Following several weeks of wobbly economic data, rising geopolitical worries, and intensifying doubts regarding the ultimate fate of pro-growth fiscal agenda set forth by new President Trump, US equities managed to reverse their recent bleeding last week. The S&P500 mustered a gain of +0.8% despite a back-and-forth wobble experience day to day. But more encouraging was that small-size companies and even broader indices such as the Wilshire 5000 fared better perhaps suggesting a return to improved sentiment might be nearing following weeks of deterioration and rising pessimism. At odds however with the more cyclical equities rebound last week has been fresh buying of US treasury securities, often regarded as the safety or risk-off trade when markets are jittery.
From an economic perspective, good news outweighed bad. Corporate sentiment and activity surveys show demand continues at a healthy clip; bank lending is rising and indicates confidence and steady demand; wages look to be accelerating; and gridlock on a significant piece of regulatory reform appears to be thawing (healthcare reform) here in the US is breathing fresh hope into the overall projected success of even bigger policy desires such as comprehensive tax reform later this year. And on a more granular level, anecdotal evidence from a broad swath of US cities both big and small can be viewed as borderline booming. Across the pond, economic data out of the Eurozone including leading indicators, consumer confidence, and auto sales were all quite favorable as well and support the thesis that the continent is finally participating in earnest in the economic expansion after years of muddling. Nominal GDP in China also accelerated to +11.8% over last year; a quite-strong reading no matter how one wants to look at it considering that the country is the 2nd largest contributor to global economic growth.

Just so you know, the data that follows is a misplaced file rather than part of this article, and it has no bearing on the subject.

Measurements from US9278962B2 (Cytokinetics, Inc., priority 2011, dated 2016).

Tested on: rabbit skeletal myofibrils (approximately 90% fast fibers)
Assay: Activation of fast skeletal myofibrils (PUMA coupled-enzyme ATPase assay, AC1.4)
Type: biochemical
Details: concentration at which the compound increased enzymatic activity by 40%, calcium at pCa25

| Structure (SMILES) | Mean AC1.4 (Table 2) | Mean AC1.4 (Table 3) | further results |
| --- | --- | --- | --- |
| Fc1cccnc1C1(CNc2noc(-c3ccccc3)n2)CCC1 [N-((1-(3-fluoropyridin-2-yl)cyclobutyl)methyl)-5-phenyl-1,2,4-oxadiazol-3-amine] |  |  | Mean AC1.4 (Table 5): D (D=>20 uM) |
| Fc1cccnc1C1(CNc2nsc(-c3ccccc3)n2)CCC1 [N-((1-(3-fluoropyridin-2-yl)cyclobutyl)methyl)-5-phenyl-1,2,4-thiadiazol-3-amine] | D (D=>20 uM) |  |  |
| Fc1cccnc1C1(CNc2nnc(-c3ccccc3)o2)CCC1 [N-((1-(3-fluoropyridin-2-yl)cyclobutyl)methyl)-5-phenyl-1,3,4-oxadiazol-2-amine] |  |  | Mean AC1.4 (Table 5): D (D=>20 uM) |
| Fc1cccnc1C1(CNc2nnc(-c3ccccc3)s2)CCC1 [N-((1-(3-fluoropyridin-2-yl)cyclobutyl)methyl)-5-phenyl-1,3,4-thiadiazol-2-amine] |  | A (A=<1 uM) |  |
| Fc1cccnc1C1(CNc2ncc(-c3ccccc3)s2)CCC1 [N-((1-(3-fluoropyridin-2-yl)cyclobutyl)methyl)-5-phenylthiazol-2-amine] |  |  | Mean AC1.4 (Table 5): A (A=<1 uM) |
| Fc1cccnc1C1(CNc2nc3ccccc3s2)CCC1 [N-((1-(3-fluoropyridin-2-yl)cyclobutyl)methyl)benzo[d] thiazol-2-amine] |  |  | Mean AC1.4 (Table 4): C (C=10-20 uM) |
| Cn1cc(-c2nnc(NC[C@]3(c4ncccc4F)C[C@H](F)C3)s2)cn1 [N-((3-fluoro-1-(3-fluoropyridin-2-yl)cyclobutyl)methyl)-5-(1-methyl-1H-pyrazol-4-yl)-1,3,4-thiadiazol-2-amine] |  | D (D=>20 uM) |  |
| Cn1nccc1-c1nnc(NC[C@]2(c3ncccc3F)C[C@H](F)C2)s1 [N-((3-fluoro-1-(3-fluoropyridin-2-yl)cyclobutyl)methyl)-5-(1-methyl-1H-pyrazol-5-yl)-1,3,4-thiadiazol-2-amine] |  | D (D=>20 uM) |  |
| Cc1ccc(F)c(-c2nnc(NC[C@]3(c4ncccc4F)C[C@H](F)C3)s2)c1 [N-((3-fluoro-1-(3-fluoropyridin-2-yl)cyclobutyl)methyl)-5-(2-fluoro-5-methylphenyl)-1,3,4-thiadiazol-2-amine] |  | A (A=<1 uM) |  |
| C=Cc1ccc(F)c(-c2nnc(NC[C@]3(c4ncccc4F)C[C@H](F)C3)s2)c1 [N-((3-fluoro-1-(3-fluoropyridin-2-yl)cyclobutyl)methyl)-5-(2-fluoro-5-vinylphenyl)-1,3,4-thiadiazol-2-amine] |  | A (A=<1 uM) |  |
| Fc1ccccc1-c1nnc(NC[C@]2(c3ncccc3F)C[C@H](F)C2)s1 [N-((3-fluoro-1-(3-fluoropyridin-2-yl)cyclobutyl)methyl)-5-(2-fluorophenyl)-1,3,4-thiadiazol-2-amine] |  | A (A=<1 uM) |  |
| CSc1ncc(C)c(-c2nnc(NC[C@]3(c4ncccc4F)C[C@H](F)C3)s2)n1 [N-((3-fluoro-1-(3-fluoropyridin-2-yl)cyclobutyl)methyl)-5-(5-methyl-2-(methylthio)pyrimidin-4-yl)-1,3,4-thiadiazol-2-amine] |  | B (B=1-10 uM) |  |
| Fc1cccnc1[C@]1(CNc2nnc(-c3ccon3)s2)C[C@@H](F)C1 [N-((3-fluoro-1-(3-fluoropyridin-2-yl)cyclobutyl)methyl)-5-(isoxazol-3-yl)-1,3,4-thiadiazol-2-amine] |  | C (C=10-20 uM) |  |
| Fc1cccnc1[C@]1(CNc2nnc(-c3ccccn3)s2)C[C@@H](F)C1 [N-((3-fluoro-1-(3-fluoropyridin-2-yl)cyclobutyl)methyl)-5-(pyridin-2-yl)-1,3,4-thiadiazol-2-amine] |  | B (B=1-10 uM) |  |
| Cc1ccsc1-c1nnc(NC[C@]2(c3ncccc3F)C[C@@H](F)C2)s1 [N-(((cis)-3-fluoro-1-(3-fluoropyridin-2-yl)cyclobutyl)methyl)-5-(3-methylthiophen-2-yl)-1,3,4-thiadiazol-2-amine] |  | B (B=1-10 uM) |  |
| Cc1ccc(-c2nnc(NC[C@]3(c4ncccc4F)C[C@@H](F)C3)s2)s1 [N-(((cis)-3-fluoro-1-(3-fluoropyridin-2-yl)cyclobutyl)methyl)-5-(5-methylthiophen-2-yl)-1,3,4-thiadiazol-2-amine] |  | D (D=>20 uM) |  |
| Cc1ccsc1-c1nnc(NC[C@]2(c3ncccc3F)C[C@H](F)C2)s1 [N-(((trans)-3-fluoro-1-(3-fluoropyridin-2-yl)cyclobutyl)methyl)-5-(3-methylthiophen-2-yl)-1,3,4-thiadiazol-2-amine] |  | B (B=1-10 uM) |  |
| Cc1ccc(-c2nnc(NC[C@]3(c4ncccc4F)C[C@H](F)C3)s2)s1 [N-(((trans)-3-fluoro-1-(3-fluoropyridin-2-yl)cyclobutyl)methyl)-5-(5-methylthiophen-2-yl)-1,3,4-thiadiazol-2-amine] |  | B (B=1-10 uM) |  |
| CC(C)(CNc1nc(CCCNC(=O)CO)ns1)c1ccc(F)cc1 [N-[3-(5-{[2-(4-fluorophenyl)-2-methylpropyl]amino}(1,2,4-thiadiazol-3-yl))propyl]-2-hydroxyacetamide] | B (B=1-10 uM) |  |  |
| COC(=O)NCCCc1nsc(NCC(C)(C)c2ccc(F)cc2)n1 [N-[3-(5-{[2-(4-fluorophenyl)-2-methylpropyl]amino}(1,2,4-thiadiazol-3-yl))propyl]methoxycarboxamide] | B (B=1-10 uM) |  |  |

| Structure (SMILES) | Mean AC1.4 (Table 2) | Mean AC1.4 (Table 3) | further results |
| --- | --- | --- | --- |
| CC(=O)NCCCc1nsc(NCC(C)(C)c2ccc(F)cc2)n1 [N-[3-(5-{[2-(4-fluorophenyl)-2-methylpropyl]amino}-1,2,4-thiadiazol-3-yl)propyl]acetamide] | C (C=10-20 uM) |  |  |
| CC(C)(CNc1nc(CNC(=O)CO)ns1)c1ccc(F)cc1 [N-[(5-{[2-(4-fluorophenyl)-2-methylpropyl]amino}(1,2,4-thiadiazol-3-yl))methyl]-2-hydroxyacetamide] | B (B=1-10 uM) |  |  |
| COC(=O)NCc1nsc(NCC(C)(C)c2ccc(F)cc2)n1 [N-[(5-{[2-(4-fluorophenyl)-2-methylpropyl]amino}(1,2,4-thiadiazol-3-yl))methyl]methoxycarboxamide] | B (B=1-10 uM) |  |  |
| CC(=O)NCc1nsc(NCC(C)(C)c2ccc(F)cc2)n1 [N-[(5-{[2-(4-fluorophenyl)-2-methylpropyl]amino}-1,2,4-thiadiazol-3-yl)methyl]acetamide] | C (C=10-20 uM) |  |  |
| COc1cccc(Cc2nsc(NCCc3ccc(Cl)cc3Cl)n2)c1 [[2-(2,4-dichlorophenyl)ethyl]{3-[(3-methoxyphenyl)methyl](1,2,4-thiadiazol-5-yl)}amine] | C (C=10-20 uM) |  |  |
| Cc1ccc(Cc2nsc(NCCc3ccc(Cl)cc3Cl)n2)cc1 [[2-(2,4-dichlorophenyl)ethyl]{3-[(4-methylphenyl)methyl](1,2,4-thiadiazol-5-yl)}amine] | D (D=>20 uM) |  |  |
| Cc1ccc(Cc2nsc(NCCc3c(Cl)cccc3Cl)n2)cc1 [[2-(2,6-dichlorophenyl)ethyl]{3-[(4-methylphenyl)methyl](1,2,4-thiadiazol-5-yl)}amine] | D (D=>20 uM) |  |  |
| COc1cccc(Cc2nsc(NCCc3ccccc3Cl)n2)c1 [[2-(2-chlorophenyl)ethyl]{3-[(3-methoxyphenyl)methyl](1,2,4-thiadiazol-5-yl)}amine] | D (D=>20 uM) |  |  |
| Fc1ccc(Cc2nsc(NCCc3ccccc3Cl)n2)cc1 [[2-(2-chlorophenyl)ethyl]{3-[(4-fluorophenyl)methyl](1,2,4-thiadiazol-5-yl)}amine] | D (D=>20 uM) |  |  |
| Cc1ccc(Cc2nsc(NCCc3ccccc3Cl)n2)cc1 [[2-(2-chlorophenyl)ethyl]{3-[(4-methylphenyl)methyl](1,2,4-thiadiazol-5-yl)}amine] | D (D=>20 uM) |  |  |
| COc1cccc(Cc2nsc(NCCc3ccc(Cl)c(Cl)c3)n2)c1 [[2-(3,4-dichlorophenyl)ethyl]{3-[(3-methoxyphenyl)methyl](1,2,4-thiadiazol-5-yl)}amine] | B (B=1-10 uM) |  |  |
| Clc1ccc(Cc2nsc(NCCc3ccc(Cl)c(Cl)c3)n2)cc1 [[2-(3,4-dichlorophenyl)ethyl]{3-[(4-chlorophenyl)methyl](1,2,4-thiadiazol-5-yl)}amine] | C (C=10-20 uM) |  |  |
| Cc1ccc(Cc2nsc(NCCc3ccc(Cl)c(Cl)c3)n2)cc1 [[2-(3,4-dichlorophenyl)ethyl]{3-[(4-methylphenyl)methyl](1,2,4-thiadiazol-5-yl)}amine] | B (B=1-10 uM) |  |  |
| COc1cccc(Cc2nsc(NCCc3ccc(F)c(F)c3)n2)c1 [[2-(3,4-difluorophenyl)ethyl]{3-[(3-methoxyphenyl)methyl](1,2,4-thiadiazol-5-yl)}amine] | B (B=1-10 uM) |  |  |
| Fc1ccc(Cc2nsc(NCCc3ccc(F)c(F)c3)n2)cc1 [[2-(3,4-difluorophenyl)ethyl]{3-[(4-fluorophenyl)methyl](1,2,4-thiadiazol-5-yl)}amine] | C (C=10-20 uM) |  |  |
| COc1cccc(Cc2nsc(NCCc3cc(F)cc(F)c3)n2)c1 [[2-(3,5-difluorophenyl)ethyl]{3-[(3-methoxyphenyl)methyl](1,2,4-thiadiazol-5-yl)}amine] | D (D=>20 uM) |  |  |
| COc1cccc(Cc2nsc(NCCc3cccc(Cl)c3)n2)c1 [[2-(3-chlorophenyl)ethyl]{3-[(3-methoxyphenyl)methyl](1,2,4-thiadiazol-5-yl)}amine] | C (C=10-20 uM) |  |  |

With economic data remaining supportive, the stalling of US financial markets since the beginning of March and April may be best explained as a needed and overdue breather. Financial markets rarely trend in one direction without pause, nor do they usually move so linearly. There have been more than enough concerns to explain the recent weakness as well. At the same time, recent demand for safe-haven trades like US Treasury securities last week, that normally signify risk aversion and caution may best be chalked up to heightened anxiety over the fate of the Euro amid the French elections over the weekend in which it has been feared another populist anti-establishment (and in this case anti-EU/anti-Euro) candidate was running close in the polls. To the relief of many, it appears that populism may be ebbing, which is being credited with global financial markets moving sharply higher as we write today. All this aside, recent weakness has been relatively tame, and while investor sentiment has deteriorated quite a bit perhaps signaling a return to more favorable trends might be near, we are also mindful of the calendar which historically is less accommodative. Bottom line though: we are not advocates of market timing (as the sharp reversal late-week last week and today perhaps may illustrate), especially when the longer-term trend is believed to remain firmly in place and supported by sound economic data. We still believe the economic cycle gives the up-trend the benefit of doubt.